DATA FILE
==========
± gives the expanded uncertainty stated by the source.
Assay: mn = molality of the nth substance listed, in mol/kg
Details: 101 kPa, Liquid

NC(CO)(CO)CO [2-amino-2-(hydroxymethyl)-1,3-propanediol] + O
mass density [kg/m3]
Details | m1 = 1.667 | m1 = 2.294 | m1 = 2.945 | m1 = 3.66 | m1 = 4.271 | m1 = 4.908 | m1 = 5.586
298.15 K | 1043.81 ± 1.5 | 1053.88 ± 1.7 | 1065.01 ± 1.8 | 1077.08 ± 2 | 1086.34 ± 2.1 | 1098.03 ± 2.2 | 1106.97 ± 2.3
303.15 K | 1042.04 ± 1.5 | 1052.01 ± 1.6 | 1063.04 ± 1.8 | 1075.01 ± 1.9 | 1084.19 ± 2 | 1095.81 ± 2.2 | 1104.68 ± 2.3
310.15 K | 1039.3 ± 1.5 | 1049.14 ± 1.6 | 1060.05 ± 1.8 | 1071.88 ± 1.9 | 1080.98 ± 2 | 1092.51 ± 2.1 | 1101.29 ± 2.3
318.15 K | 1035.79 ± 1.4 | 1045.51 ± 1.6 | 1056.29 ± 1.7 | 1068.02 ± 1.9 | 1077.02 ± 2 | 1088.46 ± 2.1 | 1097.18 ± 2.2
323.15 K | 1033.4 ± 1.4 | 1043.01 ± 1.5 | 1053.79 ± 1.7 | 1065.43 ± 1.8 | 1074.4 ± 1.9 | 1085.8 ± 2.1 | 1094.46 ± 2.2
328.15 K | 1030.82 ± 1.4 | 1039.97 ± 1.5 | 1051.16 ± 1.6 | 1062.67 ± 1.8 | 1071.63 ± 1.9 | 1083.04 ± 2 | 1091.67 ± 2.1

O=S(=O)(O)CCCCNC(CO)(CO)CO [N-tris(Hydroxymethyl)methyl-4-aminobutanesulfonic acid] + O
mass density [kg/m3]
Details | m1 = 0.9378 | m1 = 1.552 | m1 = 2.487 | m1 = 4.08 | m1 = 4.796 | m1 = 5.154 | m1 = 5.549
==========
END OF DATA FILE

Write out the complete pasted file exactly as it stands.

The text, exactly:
± gives the expanded uncertainty stated by the source.
Assay: mn = molality of the nth substance listed, in mol/kg
Details: 101 kPa, Liquid

NC(CO)(CO)CO [2-amino-2-(hydroxymethyl)-1,3-propanediol] + O
mass density [kg/m3]
Details | m1 = 1.667 | m1 = 2.294 | m1 = 2.945 | m1 = 3.66 | m1 = 4.271 | m1 = 4.908 | m1 = 5.586
298.15 K | 1043.81 ± 1.5 | 1053.88 ± 1.7 | 1065.01 ± 1.8 | 1077.08 ± 2 | 1086.34 ± 2.1 | 1098.03 ± 2.2 | 1106.97 ± 2.3
303.15 K | 1042.04 ± 1.5 | 1052.01 ± 1.6 | 1063.04 ± 1.8 | 1075.01 ± 1.9 | 1084.19 ± 2 | 1095.81 ± 2.2 | 1104.68 ± 2.3
310.15 K | 1039.3 ± 1.5 | 1049.14 ± 1.6 | 1060.05 ± 1.8 | 1071.88 ± 1.9 | 1080.98 ± 2 | 1092.51 ± 2.1 | 1101.29 ± 2.3
318.15 K | 1035.79 ± 1.4 | 1045.51 ± 1.6 | 1056.29 ± 1.7 | 1068.02 ± 1.9 | 1077.02 ± 2 | 1088.46 ± 2.1 | 1097.18 ± 2.2
323.15 K | 1033.4 ± 1.4 | 1043.01 ± 1.5 | 1053.79 ± 1.7 | 1065.43 ± 1.8 | 1074.4 ± 1.9 | 1085.8 ± 2.1 | 1094.46 ± 2.2
328.15 K | 1030.82 ± 1.4 | 1039.97 ± 1.5 | 1051.16 ± 1.6 | 1062.67 ± 1.8 | 1071.63 ± 1.9 | 1083.04 ± 2 | 1091.67 ± 2.1

O=S(=O)(O)CCCCNC(CO)(CO)CO [N-tris(Hydroxymethyl)methyl-4-aminobutanesulfonic acid] + O
mass density [kg/m3]
Details | m1 = 0.9378 | m1 = 1.552 | m1 = 2.487 | m1 = 4.08 | m1 = 4.796 | m1 = 5.154 | m1 = 5.549